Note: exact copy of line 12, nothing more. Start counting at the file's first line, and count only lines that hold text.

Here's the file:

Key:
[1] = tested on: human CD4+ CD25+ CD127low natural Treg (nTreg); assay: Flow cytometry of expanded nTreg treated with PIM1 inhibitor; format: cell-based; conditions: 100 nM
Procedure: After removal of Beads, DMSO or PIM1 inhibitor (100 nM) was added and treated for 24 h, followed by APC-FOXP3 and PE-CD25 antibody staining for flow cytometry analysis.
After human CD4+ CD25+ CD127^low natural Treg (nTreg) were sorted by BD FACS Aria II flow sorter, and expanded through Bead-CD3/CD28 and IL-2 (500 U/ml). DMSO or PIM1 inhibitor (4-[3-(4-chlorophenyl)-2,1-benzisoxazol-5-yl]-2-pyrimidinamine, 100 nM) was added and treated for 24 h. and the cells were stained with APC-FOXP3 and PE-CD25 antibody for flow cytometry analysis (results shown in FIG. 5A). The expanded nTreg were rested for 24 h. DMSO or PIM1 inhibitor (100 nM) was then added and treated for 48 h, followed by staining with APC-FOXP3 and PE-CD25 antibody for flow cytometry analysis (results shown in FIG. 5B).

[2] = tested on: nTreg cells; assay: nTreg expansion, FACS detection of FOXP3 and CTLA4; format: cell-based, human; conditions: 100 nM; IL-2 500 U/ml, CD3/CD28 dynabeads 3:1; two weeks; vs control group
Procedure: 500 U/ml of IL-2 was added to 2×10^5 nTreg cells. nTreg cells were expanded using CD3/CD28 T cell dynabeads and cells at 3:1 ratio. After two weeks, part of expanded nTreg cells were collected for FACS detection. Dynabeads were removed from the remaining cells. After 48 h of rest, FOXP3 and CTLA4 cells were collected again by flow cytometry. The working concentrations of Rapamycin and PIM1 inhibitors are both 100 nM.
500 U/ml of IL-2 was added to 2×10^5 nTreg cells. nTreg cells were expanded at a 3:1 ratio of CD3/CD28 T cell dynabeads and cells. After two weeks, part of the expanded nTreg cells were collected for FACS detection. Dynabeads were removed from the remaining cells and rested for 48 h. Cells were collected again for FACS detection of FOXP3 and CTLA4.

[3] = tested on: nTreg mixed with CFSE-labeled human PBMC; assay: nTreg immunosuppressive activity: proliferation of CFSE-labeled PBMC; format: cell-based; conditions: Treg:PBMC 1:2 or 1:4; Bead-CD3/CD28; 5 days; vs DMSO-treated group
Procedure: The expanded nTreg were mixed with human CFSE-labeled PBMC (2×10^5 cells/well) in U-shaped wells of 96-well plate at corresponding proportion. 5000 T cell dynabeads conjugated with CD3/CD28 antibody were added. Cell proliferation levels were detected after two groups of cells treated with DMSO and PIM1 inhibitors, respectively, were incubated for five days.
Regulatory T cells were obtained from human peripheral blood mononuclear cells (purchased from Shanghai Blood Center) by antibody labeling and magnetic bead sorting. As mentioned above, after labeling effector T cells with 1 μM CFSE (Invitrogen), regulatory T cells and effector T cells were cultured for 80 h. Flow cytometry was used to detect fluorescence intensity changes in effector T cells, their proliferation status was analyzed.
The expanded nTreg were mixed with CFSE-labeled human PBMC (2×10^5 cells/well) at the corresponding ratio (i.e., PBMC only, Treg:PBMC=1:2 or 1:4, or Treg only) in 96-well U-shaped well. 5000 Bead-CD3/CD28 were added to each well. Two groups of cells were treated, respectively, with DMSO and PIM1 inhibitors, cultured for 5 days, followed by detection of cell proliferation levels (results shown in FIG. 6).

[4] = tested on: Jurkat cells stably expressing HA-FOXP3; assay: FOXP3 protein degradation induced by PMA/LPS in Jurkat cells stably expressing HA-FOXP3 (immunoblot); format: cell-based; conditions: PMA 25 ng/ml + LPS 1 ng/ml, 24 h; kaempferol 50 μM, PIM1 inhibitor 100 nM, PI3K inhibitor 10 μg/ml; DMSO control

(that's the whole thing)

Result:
[4] = tested on: Jurkat cells stably expressing HA-FOXP3; assay: FOXP3 protein degradation induced by PMA/LPS in Jurkat cells stably expressing HA-FOXP3 (immunoblot); format: cell-based; conditions: PMA 25 ng/ml + LPS 1 ng/ml, 24 h; kaempferol 50 μM, PIM1 inhibitor 100 nM, PI3K inhibitor 10 μg/ml; DMSO control